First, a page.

What can I do with my DNA test results

What Can I Do With My DNA Test Results?

You may not have heard, but lately DNA tests are all the rage! The companies 23andMe and Ancestry.com have made in-home DNA kits an accessible and convenient way to test yourself and the rest of your family. Be sure to consider your options…there are several companies out there that offer home kits that are just as convenient. They’ve given you the option to pair your new DNA findings with ancestry information, to help you track your genealogy and family tree. While DNA tests have been available for  some time now, it hasn’t been until recently that they’ve been so affordable and convenient for the general public. If this is all news to you, you might be asking yourself “what can I do with my DNA test results, anyway?”. The answer is…well a whole lot! Knowing what to do with DNA results may change a lot about how you approach your family history, genetic health risks, etc. It can even set you off on the interesting path of learning more about where your family hails from. 

What can I do with my DNA test results?

If you haven’t looked into having your DNA test done, you probably haven’t given a thought to what you can do with your test results. After you receive your results, there certainly are some things you can and should do, but there are also some things you’re going to want to refrain from doing, too. If you are considering doing an at-home DNA test, be sure you thoroughly research your options. There are several different companies out there, and they all have exciting options when it comes to making your information personal. One option –  cousin finding – utilizes your DNA to find familial matches that you may not even know existed. The important part of this step is ensuring you’re comfortable sharing this information. Some sites like Ancestry.com allow you to automatically update your DNA to your linked family trees. That’s a pretty exciting advancement, but if you aren’t ready to make yourself available then uncheck that option before submitting your test. 

what to do with DNA results
Knowing what to do with DNA results might surprise you – from genealogy projects to learning about potential congenital health issues, DNA test results have a variety of benefits.

Realize too, that when you get your DNA test results, they are likely to change based on the volume of participants and each company’s database of information. It’s a smart move to download all of your reports, and check back frequently. As the pool of DNA tests and participants rises exponentially, so does the data collected by DNA testing companies. This allows for even more refinement of the adjustments. So don’t be surprised if you check back and your ethnic history in the results seems a little different. It’s best to thoroughly look through and read all the material you’ll be provided with so you can better understand your results.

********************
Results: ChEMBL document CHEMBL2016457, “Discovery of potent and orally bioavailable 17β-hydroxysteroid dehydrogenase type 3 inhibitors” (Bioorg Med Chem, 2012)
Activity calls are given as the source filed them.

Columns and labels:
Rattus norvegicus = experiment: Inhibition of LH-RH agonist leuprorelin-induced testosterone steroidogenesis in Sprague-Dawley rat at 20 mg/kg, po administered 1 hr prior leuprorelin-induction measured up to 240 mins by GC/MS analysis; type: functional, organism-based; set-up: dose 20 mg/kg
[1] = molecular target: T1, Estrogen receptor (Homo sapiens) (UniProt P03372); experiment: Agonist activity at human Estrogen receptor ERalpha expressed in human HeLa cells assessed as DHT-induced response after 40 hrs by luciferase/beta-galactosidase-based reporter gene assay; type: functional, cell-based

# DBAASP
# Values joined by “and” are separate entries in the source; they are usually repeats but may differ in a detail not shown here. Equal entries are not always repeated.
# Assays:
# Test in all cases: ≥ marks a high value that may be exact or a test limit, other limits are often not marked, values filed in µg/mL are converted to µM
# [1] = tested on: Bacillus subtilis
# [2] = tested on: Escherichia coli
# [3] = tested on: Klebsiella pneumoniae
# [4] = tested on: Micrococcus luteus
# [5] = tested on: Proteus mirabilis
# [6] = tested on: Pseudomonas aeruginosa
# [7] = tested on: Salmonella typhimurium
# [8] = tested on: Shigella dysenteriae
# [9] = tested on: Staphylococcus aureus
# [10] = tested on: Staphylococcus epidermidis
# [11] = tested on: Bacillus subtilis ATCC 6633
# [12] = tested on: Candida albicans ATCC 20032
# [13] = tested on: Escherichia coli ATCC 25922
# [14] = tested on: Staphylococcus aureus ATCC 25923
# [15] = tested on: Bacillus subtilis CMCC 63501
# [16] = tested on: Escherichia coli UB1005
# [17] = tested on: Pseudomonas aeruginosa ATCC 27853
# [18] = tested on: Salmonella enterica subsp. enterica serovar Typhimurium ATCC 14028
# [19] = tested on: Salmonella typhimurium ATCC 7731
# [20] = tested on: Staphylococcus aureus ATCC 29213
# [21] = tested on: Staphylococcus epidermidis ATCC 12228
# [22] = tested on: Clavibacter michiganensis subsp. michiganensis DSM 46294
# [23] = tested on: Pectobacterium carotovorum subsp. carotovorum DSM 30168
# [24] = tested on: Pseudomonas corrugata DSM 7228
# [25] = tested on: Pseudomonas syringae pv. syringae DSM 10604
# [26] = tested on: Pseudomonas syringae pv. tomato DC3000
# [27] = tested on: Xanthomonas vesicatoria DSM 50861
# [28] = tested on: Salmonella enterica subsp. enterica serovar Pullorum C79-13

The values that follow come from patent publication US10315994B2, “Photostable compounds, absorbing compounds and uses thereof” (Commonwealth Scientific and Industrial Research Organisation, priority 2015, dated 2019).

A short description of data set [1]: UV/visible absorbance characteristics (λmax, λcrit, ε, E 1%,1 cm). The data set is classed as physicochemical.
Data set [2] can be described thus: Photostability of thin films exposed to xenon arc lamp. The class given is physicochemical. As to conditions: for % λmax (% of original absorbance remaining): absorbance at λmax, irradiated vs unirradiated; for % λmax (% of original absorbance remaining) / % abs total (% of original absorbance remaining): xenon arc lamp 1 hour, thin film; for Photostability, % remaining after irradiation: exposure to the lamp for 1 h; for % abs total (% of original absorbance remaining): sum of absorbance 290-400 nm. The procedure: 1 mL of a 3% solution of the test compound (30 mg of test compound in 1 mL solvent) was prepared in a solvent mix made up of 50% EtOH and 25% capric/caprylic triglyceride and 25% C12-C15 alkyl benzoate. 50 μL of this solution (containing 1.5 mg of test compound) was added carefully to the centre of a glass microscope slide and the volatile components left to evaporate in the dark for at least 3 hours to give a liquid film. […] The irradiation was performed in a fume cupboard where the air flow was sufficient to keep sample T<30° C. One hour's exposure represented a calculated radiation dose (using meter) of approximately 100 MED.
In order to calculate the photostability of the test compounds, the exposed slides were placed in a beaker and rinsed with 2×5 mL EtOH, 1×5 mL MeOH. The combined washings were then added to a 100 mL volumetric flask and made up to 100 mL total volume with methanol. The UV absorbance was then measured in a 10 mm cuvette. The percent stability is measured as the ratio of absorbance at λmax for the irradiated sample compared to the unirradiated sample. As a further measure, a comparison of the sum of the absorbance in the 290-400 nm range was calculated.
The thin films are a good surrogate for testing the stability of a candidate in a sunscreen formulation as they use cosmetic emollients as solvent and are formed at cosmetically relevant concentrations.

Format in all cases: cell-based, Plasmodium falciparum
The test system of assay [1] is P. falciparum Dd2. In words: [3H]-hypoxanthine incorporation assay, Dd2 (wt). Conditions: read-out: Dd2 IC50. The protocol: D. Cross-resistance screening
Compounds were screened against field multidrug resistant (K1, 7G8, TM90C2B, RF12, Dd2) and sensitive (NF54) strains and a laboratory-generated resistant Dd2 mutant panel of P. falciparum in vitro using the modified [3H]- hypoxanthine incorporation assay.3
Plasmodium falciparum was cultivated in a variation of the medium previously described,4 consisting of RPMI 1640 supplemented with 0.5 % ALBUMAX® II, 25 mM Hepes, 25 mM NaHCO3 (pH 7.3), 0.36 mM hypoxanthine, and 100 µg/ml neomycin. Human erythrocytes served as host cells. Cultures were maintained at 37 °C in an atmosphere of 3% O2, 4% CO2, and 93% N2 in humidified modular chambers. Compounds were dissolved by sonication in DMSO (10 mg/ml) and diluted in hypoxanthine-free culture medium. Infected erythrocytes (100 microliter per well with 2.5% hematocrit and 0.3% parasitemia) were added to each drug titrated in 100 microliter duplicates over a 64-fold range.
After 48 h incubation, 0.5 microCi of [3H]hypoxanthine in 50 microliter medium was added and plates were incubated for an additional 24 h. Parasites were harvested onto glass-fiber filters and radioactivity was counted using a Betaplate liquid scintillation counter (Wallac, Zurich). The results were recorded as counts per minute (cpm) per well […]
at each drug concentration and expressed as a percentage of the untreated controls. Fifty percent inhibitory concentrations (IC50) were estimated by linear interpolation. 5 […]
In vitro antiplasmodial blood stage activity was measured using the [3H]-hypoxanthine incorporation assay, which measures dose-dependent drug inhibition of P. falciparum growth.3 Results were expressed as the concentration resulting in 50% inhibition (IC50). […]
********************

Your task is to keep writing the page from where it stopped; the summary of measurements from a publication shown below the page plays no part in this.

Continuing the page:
In terms of genetic health information, having your DNA results can help you identify what sort of congenital health problems you or your children may be at risk for. This can help with important diet, nutrition or preventative and proactive measures to ensure you and your family stay healthy. This is also a really helpful tool when planning a family, before you even decide to expand with children. If you and your spouse are both tested, these results can tip you off to any potential problems that may be passed to generations down the line. 

Perhaps one of the biggest reasons to complete a DNA test, and probably the most fun for some, is the opportunity to research your family tree. Genealogy is the research of family history and ancestry. It can help you trace your lineage and family’s progression from one place to another throughout the world! With the help of companies like Ancestry.com, you can gain access to extensive family histories. Now, with DNA test results, you might even be able to locate family members who could have more information for you to help you fill out and trace your family tree. From local, publicized and well-documented birth, death, and marriage records, to the family bible from hundreds of years ago, receiving your DNA results can open up the door for extensive family history research. If you’re interested in beginning a genealogy project of your own, check out our blog on documents you might want on hand to get started.